‘I enjoyed the experience of seeing the movie,’ the Canadian author says–but only on his second viewing. Seeing his work go to the screen, Patrick deWitt says, takes some getting used to.
In his exclusive column for Publishing Perspectives, Richard Charkin asks why ‘the largest advances … go to the authors who need the money least, and vice-versa?’ and other questions for a journal he’d call ‘Ask Emma.’
In a 50-50 cooperative venture called Curious Universe UK, Melbourne’s Hinkler Books and the new Somerset-based startup Bookoli will work the UK, Iriish, and co-edition markets.
If “unputdownable” means “putdownable” and “educational publishing” is “anything that’s not trade publishing,” what does “quality” mean in an insider’s lexicon of the book industry? Ask Richard Charkin.
Margot Atwell, ex-publisher of Beaufort Books, discusses the appeal of Rollerderby and her efforts to publish a book about the sport via Kickstarter.
Argentina and France have had a long and dynamic literary relationship, one that took center stage at last month’s Salon du Livre in Paris.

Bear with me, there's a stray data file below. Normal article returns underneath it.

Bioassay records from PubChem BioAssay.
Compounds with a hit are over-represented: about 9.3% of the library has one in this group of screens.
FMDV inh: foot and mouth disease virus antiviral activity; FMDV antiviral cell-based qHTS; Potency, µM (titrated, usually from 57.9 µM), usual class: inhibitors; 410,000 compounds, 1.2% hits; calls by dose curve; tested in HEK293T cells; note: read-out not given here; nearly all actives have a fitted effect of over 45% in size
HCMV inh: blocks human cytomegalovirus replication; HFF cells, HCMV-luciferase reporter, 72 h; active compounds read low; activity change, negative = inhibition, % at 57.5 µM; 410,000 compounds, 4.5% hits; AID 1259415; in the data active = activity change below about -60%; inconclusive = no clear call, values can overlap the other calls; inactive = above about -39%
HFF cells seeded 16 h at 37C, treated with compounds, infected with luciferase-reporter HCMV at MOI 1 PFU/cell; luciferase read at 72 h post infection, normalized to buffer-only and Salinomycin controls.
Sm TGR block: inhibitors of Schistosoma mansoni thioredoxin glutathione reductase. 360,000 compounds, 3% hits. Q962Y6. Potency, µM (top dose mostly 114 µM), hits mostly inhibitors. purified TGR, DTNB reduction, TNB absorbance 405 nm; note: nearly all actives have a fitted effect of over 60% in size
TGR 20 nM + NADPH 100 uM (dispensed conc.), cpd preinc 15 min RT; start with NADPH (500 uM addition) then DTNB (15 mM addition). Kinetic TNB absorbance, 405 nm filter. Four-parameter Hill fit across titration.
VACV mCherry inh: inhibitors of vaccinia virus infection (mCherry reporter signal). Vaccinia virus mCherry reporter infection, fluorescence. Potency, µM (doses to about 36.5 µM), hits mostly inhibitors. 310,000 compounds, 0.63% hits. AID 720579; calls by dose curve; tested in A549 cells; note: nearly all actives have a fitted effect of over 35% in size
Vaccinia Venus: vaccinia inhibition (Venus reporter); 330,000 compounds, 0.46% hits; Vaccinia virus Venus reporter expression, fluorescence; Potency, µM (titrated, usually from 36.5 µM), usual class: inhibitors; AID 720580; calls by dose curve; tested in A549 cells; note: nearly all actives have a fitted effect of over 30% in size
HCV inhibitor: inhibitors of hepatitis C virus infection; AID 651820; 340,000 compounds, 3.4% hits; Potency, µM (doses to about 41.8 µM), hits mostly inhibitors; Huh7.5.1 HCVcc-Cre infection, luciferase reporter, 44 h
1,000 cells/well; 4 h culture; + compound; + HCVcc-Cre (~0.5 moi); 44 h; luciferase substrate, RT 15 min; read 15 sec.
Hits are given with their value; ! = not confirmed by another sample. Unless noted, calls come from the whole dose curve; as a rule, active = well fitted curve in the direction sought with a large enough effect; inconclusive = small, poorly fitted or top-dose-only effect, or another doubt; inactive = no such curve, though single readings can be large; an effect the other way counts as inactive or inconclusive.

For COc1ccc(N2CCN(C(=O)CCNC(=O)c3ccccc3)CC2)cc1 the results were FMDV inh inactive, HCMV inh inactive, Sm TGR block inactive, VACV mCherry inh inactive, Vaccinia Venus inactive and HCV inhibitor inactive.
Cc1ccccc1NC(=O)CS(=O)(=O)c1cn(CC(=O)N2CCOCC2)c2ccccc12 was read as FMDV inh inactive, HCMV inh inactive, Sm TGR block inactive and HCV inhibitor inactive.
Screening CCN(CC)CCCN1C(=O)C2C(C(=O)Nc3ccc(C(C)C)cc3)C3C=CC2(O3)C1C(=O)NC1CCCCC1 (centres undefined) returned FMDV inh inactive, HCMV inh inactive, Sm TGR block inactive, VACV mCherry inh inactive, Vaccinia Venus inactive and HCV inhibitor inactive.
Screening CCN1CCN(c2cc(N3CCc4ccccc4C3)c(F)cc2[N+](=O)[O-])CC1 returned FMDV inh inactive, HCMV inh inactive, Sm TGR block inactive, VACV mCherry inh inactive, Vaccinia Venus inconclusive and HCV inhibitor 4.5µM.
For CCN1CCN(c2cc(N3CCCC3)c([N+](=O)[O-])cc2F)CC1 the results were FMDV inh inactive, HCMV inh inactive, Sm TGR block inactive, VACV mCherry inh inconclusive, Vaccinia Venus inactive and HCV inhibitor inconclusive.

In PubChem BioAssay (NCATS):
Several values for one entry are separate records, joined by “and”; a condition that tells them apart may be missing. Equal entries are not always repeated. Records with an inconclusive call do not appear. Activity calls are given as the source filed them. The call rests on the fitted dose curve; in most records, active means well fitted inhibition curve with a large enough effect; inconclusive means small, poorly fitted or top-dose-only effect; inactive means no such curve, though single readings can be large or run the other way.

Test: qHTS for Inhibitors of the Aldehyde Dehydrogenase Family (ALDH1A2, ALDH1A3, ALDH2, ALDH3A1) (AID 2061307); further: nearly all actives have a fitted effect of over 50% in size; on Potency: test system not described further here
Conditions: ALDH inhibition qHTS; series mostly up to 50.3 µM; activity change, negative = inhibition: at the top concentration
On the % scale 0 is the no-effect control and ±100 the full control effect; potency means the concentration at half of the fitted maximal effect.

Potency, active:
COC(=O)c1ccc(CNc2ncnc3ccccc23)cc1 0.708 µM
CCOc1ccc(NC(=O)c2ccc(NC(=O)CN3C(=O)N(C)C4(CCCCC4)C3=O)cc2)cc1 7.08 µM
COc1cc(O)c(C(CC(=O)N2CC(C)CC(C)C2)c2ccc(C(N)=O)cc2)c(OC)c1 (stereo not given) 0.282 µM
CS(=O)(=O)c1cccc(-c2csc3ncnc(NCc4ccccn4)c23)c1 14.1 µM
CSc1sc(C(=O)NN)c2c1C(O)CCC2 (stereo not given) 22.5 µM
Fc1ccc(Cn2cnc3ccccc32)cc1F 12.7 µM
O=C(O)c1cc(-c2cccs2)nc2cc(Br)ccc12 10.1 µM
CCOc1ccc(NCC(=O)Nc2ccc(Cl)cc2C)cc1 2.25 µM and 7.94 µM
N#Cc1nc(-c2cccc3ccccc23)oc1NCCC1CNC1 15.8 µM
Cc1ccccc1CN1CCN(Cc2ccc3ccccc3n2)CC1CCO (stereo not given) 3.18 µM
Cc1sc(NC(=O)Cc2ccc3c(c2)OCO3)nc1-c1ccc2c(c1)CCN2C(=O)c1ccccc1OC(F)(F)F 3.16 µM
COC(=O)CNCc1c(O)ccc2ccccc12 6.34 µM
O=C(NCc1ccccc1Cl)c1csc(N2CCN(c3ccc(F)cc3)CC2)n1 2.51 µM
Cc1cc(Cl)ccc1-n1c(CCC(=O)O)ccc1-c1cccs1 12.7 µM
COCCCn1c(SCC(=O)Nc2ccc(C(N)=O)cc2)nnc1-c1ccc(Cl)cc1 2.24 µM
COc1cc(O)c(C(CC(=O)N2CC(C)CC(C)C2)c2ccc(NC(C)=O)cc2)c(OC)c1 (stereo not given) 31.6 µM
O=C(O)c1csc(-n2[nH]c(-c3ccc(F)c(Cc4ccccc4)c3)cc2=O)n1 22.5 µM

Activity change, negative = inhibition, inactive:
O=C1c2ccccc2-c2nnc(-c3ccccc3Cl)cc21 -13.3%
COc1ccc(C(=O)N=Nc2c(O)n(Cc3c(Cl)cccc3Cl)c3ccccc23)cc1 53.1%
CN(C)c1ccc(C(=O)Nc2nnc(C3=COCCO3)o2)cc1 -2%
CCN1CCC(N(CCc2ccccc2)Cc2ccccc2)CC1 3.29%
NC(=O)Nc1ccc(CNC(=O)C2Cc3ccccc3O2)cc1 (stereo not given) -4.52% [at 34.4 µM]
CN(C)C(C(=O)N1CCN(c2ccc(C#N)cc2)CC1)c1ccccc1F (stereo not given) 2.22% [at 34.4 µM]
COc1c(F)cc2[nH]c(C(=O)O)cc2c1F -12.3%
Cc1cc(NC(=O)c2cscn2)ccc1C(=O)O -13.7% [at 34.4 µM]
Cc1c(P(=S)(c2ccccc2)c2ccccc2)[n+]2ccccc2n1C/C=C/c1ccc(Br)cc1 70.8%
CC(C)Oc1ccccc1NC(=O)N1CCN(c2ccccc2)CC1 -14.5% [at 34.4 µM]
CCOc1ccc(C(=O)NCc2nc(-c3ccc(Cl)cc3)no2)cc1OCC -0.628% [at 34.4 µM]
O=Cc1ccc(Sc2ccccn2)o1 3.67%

Publishers put out some very curious books on strange topics, as exhibited by this year’s shortlist for the Diagram Prize for Oddest Book Title of the Year.
Porter Anderson looks at the Frankfurt Book Fair, at Sprint Beyond the Book and Book Sprints, at pen names, and more in Ether for Authors this week.
Following up on Kate Pullinger’s report on the 2013 MIX Making Day, Porter Anderson looks at Craig Mod’s new way of saying Hi: narrative mapping.
A good book lives on in memory. But isn’t it better if you can get others to read it, too? By Edward Nawotka The end of the year “best book” lists are everywhere you turn. I’ve kvetched in the past about how commonplace it is to see the same dozen or two books on everyone’s top ten list. But that’s …